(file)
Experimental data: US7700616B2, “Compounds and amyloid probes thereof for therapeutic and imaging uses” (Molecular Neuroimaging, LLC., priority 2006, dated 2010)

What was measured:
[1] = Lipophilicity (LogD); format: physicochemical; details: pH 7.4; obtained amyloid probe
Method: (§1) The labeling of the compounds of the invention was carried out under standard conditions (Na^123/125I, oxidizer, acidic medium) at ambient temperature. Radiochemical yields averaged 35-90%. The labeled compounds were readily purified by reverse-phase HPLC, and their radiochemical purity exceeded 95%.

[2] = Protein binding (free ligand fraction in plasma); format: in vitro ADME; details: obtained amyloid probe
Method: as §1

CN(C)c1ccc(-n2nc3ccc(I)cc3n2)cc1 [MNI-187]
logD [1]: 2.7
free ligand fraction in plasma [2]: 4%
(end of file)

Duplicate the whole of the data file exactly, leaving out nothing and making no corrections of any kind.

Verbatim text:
Experimental data: US7700616B2, “Compounds and amyloid probes thereof for therapeutic and imaging uses” (Molecular Neuroimaging, LLC., priority 2006, dated 2010)

What was measured:
[1] = Lipophilicity (LogD); format: physicochemical; details: pH 7.4; obtained amyloid probe
Method: (§1) The labeling of the compounds of the invention was carried out under standard conditions (Na^123/125I, oxidizer, acidic medium) at ambient temperature. Radiochemical yields averaged 35-90%. The labeled compounds were readily purified by reverse-phase HPLC, and their radiochemical purity exceeded 95%.

[2] = Protein binding (free ligand fraction in plasma); format: in vitro ADME; details: obtained amyloid probe
Method: as §1

CN(C)c1ccc(-n2nc3ccc(I)cc3n2)cc1 [MNI-187]
logD [1]: 2.7
free ligand fraction in plasma [2]: 4%